Donostia Social Club – Pop Brixton

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To find: Pop Brixton 49 Brixton Station Road London SW9 8PQ

telephone: 079 6184 4464

email: donostiasc@yahoo.co.uk

http://www.donostiasocialclub.co.uk/Pop_Brixton.html

We had heard good things about this restaurant/tapas bar and after an early show at the Ritzy on Saturday we went along for a snack. We certainly were not disappointed by the food, the ambience or the really helpful staff. At the outset we want to say this is a gem and you should visit.

As you may aimlessly wander around Pop Brixton we thought we would give explicit directions. Pop Brixton is a collection of large storage containers offering food, drink and the occasional piece of jewellery or clothing. Donostia Social Club is on the upper level and can only be approached from the set of stairs on the right immediately after the entrance.

Donostia is the Basque name for San Sebastian, a town with more Michelin stars per capita than anywhere else in the world. It is also famous for Pintxos – large sized tapa and this restaurant provides small and larger ones to tempt the palate and soak up the heavy reds or cool sherries. The bar where we sat offers a sanctuary in busy Pop Brixton. You can contemplate the menu and chat to the waiters. It is long and thin. Even when busy there may be seats at the kitchen end. You can also sit outside or at high tables inside. This is definitely built for the summer and any cooler months which makes it stand out from the crowd.

dsc02The menu has snacks. The usual ones to go with a drink (olives, dried broad beans, large salted almonds etc.) and then they have plates of cheese and/or meat and one of our long-term favourites – pan con tomate. We chose a plate of meat and the almonds with the pan con tomate before we were tempted by the tapas menu.

The main part of the menu is divided into meat, fish and vegetables and each is a tapas sized portion. We chose duck, piquillo peppers and a daily special, truffled mushrooms. We failed to take a picture of the menu and it does change, so do not rely on the online version.

Everything was wonderful and we have lots to compare it with as we are frequent visitors to Spain. The meat consisted of three “sausages” – chorizo, salchichon and catalan fuet (a thinner more meaty and less fat type of salami). It came with bread and olives. We really need to point out the olives – large manzanilla green ones, small lemony ones, meaty black ones with lemon pieces. We have never had a mixture so good and we often complain that many of the Brixton restaurants fail on this very small item.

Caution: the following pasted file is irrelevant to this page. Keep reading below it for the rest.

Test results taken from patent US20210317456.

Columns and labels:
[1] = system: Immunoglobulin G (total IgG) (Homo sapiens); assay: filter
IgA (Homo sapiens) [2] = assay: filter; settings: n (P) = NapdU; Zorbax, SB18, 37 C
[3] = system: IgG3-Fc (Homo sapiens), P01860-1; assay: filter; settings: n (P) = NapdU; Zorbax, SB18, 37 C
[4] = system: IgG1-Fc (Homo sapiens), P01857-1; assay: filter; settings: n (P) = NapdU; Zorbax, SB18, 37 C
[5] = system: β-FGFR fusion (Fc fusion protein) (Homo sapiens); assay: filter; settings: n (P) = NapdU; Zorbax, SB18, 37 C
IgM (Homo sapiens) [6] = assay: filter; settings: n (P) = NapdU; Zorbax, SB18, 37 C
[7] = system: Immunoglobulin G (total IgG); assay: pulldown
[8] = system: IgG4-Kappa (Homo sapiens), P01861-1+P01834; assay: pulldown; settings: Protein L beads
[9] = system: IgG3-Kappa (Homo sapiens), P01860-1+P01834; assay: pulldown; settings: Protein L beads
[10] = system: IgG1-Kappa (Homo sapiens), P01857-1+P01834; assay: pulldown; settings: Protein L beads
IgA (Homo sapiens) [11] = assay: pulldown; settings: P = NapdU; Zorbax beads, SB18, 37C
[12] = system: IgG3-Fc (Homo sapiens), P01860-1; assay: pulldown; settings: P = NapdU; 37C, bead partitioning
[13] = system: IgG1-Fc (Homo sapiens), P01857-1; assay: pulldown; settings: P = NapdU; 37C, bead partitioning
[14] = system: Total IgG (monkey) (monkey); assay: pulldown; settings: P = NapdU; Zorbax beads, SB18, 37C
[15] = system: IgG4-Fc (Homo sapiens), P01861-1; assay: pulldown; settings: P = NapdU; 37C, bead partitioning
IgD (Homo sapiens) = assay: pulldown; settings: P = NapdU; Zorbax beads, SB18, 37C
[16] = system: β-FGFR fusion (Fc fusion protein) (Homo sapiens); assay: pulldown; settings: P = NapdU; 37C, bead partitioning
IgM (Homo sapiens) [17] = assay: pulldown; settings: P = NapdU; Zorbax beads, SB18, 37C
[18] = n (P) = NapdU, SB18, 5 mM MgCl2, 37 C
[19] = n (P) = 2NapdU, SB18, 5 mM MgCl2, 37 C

But onto the other dishes. The pan con tomate was certainly up to our high standards. It all depends on the quality of the tomatoes and the olive oil and they had it just right.

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The mushrooms come on pieces of bread too and were perfectly seasoned although being greedy we wanted a bit more truffle. But there were two other stars of this show (apart from the olives). First the piquillo peppers which are stuffed with  smokey aubergine and picos blue cheese and surrounded by tomato sauce. Although this didn’t come with bread we had lots to wipe up every inch of sauce and the peppers were sweet and salty with a hint of the smokiness – heaven.

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The duck was the other star. When we cut into it we thought it might be a bit tough but that was the fault of the knives. It was again seasoned well and came with a vegetable puree (see picture).dsc07

There was a chocolate desert but we were too full to even contemplate it.

We washed the whole lot down with a glass of ice cold Fino and three glasses of very acceptable Ribero del Douro. Surprisingly the whole lot came to £51.70 before service. This we thought was value for money. Interesting food, a pleasant ambience and a really slick operation. All the drinks and dishes came at the right intervals and there was none of the chaos that we have seen in other restaurants in Brixton. We hope they continue to flourish in the highly competitive pop-up scene in Brixton

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